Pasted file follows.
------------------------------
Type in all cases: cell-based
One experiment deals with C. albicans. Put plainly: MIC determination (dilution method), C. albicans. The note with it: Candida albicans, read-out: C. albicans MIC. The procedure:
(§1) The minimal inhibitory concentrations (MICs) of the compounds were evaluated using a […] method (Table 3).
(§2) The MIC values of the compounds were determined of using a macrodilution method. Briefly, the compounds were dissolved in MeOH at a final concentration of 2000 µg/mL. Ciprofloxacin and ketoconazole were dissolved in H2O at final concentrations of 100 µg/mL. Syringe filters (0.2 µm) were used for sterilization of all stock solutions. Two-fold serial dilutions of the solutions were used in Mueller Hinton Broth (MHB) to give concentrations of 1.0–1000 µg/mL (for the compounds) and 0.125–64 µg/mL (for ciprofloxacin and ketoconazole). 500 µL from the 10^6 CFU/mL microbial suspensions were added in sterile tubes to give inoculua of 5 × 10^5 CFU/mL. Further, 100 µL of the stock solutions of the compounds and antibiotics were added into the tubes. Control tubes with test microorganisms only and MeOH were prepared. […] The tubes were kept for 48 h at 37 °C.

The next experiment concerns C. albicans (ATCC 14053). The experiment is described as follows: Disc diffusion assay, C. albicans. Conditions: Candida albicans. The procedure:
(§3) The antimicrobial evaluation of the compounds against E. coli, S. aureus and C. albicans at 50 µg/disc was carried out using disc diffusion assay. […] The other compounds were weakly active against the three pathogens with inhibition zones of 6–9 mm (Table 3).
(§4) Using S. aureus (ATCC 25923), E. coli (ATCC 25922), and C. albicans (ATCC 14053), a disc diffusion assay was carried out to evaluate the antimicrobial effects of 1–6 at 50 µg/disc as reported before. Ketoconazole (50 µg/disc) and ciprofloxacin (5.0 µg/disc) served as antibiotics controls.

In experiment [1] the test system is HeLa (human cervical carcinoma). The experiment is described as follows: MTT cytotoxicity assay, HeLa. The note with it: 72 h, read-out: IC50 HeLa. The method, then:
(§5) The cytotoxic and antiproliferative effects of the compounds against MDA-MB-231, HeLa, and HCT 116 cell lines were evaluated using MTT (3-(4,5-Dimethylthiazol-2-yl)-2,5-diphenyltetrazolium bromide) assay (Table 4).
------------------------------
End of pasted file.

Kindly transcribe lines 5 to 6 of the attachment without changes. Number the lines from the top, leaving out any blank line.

The next experiment concerns C. albicans (ATCC 14053). The experiment is described as follows: Disc diffusion assay, C. albicans. Conditions: Candida albicans. The procedure:
(§3) The antimicrobial evaluation of the compounds against E. coli, S. aureus and C. albicans at 50 µg/disc was carried out using disc diffusion assay. […] The other compounds were weakly active against the three pathogens with inhibition zones of 6–9 mm (Table 3).